But as the Towers collapsed, and the suffering of this horrible event became increasingly clear in the hours and days that followed, other parts of the American soul revealed themselves — the heroic responses of the first responders, and a city and nation of people taking care of each other. As ordinary citizens gave their lives for strangers, they became our brothers’ and sisters’ keepers. In the days that followed the 9/11 attacks, the stories of pain, loss, and self-sacrifice brought Joy and me to tears several times. The suffering of many led to the service of many more.
For a moment, the world’s last remaining superpower was vulnerable, and we all felt it. In Washington, people fled from downtown D.C., walking and running right past our house, and gathered to pray at places such as Sojourners’ office. Joy helped Luke set up a little water station, as people frantically rushed by our house.
In our sudden sense of vulnerability we were now, and perhaps for the first time, like most of the world, where vulnerability is an accepted part of being human. And in those first days following 9/11, America, not the terrorists, had the high ground. The world did not identify with those who cruelly and murderously decided to take innocent lives in response to their grievances — both real and imagined. Instead, the world identified with a suffering America — even the front cover of the French newspaper Le Monde ran the headline, “We are all Americans now.”
But it was Washington’s response that I was most worried about. Within a short period of time, the official reaction to terrorism would simply be defined as war — a decade of it — resulting in many more innocent casualties than on September 11, 2001. In response to America’s own suffering, many others in Afghanistan, Iraq, and around the world would now suffer — all in the name of our war on terrorism. The opportunity for deeper understanding, reflection, and redirection would elude us as we sought to erase our vulnerability with the need to demonstrate our superior force and power. This was done quite easily in the early days of both our new wars. But now, we see that the longest series of wars in American history has failed to resolve or reverse the causes of the violence that struck us, or to make us safer. They just made it all worse.
The world expected and would have supported a focused and sustained effort to pursue and bring this small band of criminals to justice. But these last 10 years of manipulated and corrupted intelligence, endless war, practices and policies of torture, secret armies of assassination, global violations of human rights, indiscriminate violence with countless civilian casualties, and trillions of dollars wasted caused America to lose the high ground long ago. The arrogance of American power was our only response to the both the brutality and complexity of terrorism. Perhaps, this arrogance is most recently and brazenly exhibited in former Vice-President Dick Cheney’s new book tour, where he boasts of having absolutely no regrets for any of the momentous decisions he took part in. These are decisions which have made the world an even more divided, polarized, dehumanized, and dangerous place — 10 years after September 11, 2001.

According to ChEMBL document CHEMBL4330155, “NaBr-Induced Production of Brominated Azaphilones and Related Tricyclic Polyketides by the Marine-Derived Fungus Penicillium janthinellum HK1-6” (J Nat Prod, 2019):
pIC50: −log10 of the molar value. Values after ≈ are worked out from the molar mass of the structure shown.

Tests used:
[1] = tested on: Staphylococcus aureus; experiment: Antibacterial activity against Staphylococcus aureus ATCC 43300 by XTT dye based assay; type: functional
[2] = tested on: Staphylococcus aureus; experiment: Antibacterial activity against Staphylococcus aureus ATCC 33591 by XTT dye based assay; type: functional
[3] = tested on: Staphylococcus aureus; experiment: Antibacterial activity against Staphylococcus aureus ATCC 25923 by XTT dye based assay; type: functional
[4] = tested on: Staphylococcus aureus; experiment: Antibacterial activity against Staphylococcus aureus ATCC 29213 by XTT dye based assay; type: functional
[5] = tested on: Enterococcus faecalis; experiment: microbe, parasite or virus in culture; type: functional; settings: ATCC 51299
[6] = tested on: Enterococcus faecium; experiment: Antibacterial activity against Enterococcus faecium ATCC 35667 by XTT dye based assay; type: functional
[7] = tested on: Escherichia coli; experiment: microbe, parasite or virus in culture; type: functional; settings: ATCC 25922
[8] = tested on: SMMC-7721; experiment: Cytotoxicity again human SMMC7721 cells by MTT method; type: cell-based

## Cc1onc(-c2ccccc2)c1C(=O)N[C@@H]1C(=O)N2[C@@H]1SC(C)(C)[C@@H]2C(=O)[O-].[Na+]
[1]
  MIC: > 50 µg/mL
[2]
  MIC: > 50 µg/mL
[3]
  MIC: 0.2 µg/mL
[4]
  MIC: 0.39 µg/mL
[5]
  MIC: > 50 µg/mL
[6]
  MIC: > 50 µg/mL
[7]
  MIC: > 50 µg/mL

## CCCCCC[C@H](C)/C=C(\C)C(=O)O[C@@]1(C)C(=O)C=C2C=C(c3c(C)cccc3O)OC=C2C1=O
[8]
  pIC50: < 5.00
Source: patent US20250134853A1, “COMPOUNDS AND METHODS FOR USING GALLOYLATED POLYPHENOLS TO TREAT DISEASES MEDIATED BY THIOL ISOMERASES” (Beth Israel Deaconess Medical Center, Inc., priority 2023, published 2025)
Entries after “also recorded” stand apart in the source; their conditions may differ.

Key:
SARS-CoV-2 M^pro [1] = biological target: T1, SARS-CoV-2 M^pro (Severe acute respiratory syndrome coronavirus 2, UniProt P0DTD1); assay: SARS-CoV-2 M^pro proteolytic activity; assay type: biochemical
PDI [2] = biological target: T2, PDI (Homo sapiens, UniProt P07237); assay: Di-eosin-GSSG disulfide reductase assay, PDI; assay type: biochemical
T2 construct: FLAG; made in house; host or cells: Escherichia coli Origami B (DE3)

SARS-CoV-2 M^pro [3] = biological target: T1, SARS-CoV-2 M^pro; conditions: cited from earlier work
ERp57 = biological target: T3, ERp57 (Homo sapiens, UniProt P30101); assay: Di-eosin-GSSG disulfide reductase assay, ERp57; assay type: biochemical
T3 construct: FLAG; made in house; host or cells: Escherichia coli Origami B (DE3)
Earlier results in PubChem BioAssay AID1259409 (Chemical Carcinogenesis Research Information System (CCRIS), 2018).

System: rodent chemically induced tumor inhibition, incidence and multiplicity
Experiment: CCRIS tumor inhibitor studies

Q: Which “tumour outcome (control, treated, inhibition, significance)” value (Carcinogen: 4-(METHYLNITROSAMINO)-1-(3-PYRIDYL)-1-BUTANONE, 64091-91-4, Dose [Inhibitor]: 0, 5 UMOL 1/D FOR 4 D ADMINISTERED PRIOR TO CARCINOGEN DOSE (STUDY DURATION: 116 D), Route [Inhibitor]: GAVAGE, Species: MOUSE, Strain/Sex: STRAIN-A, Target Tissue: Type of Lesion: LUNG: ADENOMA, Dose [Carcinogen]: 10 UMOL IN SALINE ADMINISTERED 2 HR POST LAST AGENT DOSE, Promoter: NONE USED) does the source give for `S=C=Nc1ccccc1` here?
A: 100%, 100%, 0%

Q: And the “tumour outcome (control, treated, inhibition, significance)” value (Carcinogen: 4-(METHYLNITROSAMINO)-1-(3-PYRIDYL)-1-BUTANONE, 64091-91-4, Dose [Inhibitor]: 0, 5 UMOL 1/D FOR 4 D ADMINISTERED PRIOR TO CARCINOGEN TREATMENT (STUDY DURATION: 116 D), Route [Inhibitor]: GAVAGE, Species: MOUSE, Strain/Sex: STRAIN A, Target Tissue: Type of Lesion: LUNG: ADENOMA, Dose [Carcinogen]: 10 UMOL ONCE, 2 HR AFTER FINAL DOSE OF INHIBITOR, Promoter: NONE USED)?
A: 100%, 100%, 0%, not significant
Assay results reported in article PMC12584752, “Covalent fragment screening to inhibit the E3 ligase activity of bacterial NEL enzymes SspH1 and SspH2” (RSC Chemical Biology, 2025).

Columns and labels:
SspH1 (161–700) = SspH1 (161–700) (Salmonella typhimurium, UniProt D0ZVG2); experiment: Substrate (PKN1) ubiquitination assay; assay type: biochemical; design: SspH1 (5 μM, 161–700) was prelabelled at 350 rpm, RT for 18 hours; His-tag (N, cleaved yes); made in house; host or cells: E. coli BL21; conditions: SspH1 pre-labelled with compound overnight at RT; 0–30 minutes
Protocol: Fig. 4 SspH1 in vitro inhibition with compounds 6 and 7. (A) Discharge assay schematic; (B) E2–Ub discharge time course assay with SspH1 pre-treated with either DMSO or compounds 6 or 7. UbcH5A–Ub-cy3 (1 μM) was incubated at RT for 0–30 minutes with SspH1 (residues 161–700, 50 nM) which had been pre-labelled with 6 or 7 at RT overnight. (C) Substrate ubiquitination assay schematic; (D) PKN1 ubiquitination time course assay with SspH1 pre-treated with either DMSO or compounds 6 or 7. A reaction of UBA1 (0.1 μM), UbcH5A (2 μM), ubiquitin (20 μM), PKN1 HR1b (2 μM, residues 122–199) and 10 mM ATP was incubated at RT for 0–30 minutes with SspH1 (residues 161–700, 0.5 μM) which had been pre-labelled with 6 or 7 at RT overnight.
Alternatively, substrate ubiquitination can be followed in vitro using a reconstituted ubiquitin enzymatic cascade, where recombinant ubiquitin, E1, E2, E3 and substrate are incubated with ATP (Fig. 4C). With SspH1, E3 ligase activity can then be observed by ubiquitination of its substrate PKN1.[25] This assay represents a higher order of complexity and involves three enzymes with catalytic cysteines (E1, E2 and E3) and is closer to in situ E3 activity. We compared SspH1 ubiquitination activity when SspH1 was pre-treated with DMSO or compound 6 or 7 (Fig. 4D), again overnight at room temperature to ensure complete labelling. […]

But, fortunately, the official and failed response of Washington to the terrible tragedy of 9/11 has not been the only reponse. A new generation of Christians has asked how Jesus would respond to these same events. Many of them would agree with what Methodist Bishop Will Willimon recently said in the evangelical magazine Christianity Today: “American Christians may look back upon our response to 9/11 as our greatest Christological defeat … when our people felt vulnerable, they reached for the flag instead of the cross.” As many of those who have grown up in the decade since 9/11 confront the conflicts of their world, they are reaching for different things than their government. They are forging alternative responses to issues of injustice and violence, and rejecting the terrorism and war sequence of Washington’s twisted and failed moral logic.
And despite the hateful diatribes of fundamentalist leaders in all our religious traditions, other pastors have decided to love their neighbors, and even their enemies in response to Jesus’ call. Their stories are slowly being told, from American neighborhoods where Muslims have moved in, to conflict areas around the world where faith is being used for bridge building and healing, instead of more revenge killings. Christian leaders are sharing meals, fasting, and prayer with Muslim leaders. Some have defended each other’s congregations and homes in the face of heated threats and rhetoric. While differences between faith traditions are not being glossed over, the nature of a loving and reconciling God is being courageously affirmed across religious lines. In all of this, we are saying that government responses need not define our own…